Really, have you ever seen any better shattering glass in the pages of a comic? Art by Gabriel Rodriguez, from IDW publishing's Locke and Key. Clockworks #2.

Oh, and did I mention that Tyler and Kinsey find a new key at the end of this issue? I’m guessing it’s the Time key or the Clockwork key or some such, as there’s an hourglass on it. I can hardly wait to find out what it does.
Art: 9.5           Writing: 9.5    Overall: 9.5

Book of the week 31: Severed #1

The theme of the my comic book reading this week was the number one. Besides a one-shot and a few books that did not fit in theme, I read ten number one issues. Let’s just say it’s a good warming up for DC’s September reboot. I’m really glad with my selection of books this week, many high scores and even a solid 10 in Severed #1. Also I’m delighted with the selection of different publishers books I’ve sampled this week, ranging from IDW, Dynamite, DC, Image, Abstract Studio, Marvel to SLG.

1. Severed #1 (Image comics)

The cover to Severed #1, with art by Attila Futaki, published by Image comics.

The cover to Severed #1, with art by Attila Futaki, published by Image comics.

I had not heard anything about this title before hand and went in without any expectations (except for expecting Scott Snyder to deliver one hell of a story). It was while looking at the cover though, that I first started to fall in love with this book. The cover explicitly channels the look of the eighties horror movie posters I’ve grown up with. Furthermore, a great design element on the cover is the use of the art nouveau-ish decorative borders (coincidentally also used in the Snyder co-plotted Batman: Gates of Gotham miniseries), which even incorporate the logo of Image comics.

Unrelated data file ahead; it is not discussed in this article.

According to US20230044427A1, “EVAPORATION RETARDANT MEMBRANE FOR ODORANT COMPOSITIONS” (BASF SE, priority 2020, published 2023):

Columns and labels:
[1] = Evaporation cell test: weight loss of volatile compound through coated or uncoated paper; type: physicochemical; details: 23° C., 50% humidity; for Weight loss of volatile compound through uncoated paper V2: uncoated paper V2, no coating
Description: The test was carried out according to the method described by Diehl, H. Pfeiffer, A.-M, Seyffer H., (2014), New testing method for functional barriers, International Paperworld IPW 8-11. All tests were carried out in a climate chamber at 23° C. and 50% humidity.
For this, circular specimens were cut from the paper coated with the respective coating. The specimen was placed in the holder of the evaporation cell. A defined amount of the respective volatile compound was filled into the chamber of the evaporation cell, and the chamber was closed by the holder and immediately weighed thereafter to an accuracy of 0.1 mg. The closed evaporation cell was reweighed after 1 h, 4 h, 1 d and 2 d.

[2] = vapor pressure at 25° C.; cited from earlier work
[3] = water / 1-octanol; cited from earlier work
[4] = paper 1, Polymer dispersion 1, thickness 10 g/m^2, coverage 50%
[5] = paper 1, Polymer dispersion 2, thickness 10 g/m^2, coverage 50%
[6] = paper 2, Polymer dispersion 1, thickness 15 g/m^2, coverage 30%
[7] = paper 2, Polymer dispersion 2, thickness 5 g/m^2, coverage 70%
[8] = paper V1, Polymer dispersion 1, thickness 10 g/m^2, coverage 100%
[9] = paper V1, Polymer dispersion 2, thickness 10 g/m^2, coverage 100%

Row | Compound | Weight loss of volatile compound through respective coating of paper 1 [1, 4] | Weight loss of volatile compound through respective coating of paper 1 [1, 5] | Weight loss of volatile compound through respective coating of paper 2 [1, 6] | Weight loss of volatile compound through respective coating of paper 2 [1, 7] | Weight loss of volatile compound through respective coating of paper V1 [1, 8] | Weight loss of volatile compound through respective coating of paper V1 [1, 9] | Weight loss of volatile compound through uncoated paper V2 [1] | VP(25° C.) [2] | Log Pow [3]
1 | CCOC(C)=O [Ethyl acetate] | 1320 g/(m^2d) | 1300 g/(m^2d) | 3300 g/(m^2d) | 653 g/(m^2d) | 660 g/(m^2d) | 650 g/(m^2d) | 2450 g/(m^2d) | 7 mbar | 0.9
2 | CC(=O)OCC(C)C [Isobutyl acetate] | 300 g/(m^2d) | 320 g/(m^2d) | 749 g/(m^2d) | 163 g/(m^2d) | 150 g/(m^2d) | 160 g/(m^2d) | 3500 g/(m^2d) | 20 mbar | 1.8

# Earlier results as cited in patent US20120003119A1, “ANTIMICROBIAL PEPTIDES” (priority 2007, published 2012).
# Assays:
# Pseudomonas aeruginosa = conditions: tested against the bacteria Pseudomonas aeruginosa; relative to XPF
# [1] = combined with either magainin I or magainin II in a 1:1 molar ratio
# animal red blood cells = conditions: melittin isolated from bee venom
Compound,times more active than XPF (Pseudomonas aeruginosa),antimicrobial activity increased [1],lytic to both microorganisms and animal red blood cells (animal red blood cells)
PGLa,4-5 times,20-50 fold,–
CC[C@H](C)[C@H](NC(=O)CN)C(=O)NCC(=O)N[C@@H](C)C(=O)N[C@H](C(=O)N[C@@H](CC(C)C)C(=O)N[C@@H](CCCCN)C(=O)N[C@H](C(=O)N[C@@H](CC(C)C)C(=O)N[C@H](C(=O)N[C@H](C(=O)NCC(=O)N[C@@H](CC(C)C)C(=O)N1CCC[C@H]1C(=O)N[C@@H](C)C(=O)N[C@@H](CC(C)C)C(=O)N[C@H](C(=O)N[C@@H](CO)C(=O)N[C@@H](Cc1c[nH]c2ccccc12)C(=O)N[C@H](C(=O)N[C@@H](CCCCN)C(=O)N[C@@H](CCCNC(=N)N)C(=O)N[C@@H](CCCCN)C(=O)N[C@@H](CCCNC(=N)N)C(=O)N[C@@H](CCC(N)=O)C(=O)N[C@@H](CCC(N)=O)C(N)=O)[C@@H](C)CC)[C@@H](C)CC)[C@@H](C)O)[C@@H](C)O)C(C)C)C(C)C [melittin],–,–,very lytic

The first thing that struck me, when I opened the book, was the color. The first scene is a flash-forward, (technically the rest of the book is a flashback, but whatever…) set in or around the nineteen sixties, which is most apparent (besides the television performance of Elvis and the distinctive furniture) by the orange hue of the living room wallpaper. In the following flashback, which takes place in 1916, the scenes all have their own color palate, which doesn’t pop off the page as does the first sequence, but are still very vibrant and dashing to look at.

Popping colors by Attilla Futaki, from Severed #1, published by Image comics.

Popping colors by Attilla Futaki, from Severed #1, published by Image comics.

The second thing that stood out to me where the pencils, I’ve never seen the work of artist Attila Futaki before, and I’ve never seen anything like it. In fact, the art felt so new to me, that I had to warm up to it a few pages before I started loving it. I’d say it’s a bit painterly, yet has a very classic aesthetic which harkens back to the more detailed and loose art styles that could be found in old EC comics. As it turns out Futaki is a Hungarian artist, who has recently been awarded the Hungarian Zorad Erno award for best artist of 2010. Judging by the art in this issue, that prize was well deserved. It’s a really unique style and perfect to set the mood for this horror series.

Here's Jack, waiting to get on the train to begin his Hobo life. Art from Severed #1, by AttillaFutaki, published by Image comics.

Here's Jack, waiting to get on the train to begin his Hobo life. Art from Severed #1, by AttillaFutaki, published by Image comics.